Of course, should anyone want to snack upon my house, they’d be met with delicious flavors, I assure you. Licorice whips, candy buttons, peppermints, gummy bears, powdered sugar, mini marshmallows, gumdrops, sugar cubes, lollipops, red hots, jelly beans … well, this list is somewhat endless. Being a farmgirl, I really tried to limit my junk food and went with plenty of locally made candy, dye-free alternatives, and healthy options, like pretzels and shredded wheat.

I realized about three days in that gingerbread-house decorating is a lot like having a 1,000-piece jigsaw puzzle. They become rather addicting. As in, I’ll just finish this one stained glass window and then I’ll use the bathroom, or One more tree and then I’ll eat breakfast. If you don’t have boundaries, girls, you’re gonna end up with a slight bladder infection and expired, uneaten breakfast foods. Helpful hint from me to you: Know when to walk away from the golden glow of the frosting-tinted roofs and caramel-studded window panes.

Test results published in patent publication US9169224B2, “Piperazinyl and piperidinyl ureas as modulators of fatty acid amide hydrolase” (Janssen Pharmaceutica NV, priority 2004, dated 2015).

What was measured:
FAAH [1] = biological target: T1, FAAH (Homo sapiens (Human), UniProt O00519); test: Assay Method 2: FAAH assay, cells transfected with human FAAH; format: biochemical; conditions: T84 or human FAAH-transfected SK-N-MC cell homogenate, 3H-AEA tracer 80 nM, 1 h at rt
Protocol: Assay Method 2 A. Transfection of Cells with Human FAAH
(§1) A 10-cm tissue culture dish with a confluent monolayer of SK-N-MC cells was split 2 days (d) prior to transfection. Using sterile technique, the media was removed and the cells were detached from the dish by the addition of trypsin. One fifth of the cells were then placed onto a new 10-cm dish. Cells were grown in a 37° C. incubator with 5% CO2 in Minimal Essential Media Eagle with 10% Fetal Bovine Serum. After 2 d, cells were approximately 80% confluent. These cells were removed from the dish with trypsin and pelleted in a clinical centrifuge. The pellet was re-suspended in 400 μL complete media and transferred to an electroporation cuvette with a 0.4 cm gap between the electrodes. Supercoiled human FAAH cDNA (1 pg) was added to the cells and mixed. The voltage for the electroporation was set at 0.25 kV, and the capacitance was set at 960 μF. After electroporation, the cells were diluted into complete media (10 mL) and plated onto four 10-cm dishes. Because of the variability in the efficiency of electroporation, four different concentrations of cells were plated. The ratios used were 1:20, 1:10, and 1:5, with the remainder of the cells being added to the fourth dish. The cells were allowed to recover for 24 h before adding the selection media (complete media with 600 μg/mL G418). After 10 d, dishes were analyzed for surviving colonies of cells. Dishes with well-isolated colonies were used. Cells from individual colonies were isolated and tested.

I was going to bed with not only visions of sugar plums dancing in my head, but also visions of jellied fruit slices, Skittles, shredded coconut, and cotton candy. Willie Wonka had taken over my dreams. I was getting toothaches and I hadn’t even been pinching the inventory!

I needed a break. Mr. Wonderful obligingly took away my gingerbread house for the night so I wouldn’t be tempted to ice some more, or frost something. I printed out a list of emergency numbers for him in case something happened to my sweet baby, and I tried to go to bed early. I got up the next morning and treated myself to a nice breakfast and didn’t even call to check in (though I wanted to).

Seeing my beautiful house after a little bit of an absence was just what I had needed. With renewed vigor, I placed the very last silver non-pareil atop the gingerbread roof, and together, Mr. Wonderful and I loaded it up into the car.

He drove like a geriatric snail by my request, and we made it to the auction and contest just in time.

Did I win? Did anyone buy my sweet baby?

Well, Second Runner Up isn’t too bad, and let’s just say Mr. Wonderful came with spending money.

Munch munch.